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21 September 2020 Copernicus for Urban Resilience in Europe: the CURE Project
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Abstract
Resilience has become an important necessity for cities, particularly in the face of climate change. Mitigation and adaptation actions that enhance the resilience of cities need to be based on a sound understanding and quantification of the drivers of urban transformation and settlement structures, human and urban vulnerability, and of local and global climate change. Copernicus, as the means for the establishment of a European capacity for Earth Observation (EO), is based on continuously evolving Core Services. A major challenge for the EO community is the innovative exploitation of the Copernicus products in dealing with urban sustainability towards increasing urban resilience. Due to the multidimensional nature of urban resilience, to meet this challenge, information from more than one Copernicus Core Services, namely the Land Monitoring Service (CLMS), the Atmosphere Monitoring Service (CAMS), the Climate Change Service (C3S) and the Emergency Management Service (EMS), is needed. Furthermore, to address urban resilience, the urban planning community needs spatially disaggregated environmental information at local (neighbourhood) scale. Such information, for all parameters needed, is not yet directly available from the Copernicus Core Services mentioned above, while several elements - data and products - from contemporary satellite missions consist valuable tools for retrieving urban environmental parameters at local scale. The H2020-Space project CURE (Copernicus for Urban Resilience in Europe) is a joint effort of 10 partners from 9 countries that synergistically exploits the above Copernicus Core Services to develop an umbrella cross-cutting application for urban resilience, consisting of individual cross-cutting applications for climate change adaptation/mitigation, energy and economy, as well as healthy cities and social environments, at several European cities. These cross-cutting applications cope with the required scale and granularity by also integrating or exploiting third-party data, in-situ observations and modelling. CURE uses DIAS (Data and Information Access Services) to develop a system capable of supporting operational applications and downstream services across Europe. The CURE system hosts the developed cross-cutting applications, enabling its incorporation into operational services in the future. CURE is expected to increase the value of Copernicus Core Services for future emerging applications in the domain of urban resilience, exploiting also the improved data quality, coverage and revisit times of the future satellite missions. Thus, CURE will lead to more efficient routine urban planning activities with obvious socioeconomic impact, as well as to more efficient resilience planning activities related to climate change mitigation and adaptation, resulting in improved thermal comfort and air quality, as well as in enhanced energy efficiency. Specific CURE outcomes could be integrated into the operational Copernicus service portfolio. The added value and benefit expected to emerge from CURE is related to transformed urban governance and quality of life, because it is expected to provide improved and integrated information to city administrators, hence effectively supporting strategies for resilience planning at local and city scales, towards the implementation of the Sustainable Development Goals and the New Urban Agenda for Europe.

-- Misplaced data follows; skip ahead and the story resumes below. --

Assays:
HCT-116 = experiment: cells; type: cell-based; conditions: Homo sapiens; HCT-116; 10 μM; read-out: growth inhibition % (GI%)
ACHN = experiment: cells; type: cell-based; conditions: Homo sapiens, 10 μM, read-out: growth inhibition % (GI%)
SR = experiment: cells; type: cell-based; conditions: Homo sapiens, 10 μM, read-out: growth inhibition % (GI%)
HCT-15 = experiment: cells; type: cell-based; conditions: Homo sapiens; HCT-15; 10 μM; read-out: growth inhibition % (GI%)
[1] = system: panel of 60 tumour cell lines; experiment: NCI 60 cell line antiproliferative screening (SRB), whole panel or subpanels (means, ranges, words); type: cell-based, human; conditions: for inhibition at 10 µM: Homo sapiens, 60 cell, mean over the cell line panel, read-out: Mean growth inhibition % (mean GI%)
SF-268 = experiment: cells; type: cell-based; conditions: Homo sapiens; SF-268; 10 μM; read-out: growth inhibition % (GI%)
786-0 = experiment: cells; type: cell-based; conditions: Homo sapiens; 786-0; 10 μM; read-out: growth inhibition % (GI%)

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Nektarios Chrysoulakis, Zina Mitraka, Mattia Marconcini, David Ludlow, Zaheer A. Khan, Brigitte Holt Andersen, Tomas Soukup, Mario Dohr, Alessandro Gandini, Jürgen Kropp, Dirk Lauwaet, and Christian Feigenwinter "Copernicus for Urban Resilience in Europe: the CURE Project", Proc. SPIE 11535, Remote Sensing Technologies and Applications in Urban Environments V, 1153503 (21 September 2020); https://doi.org/10.1117/12.2577125
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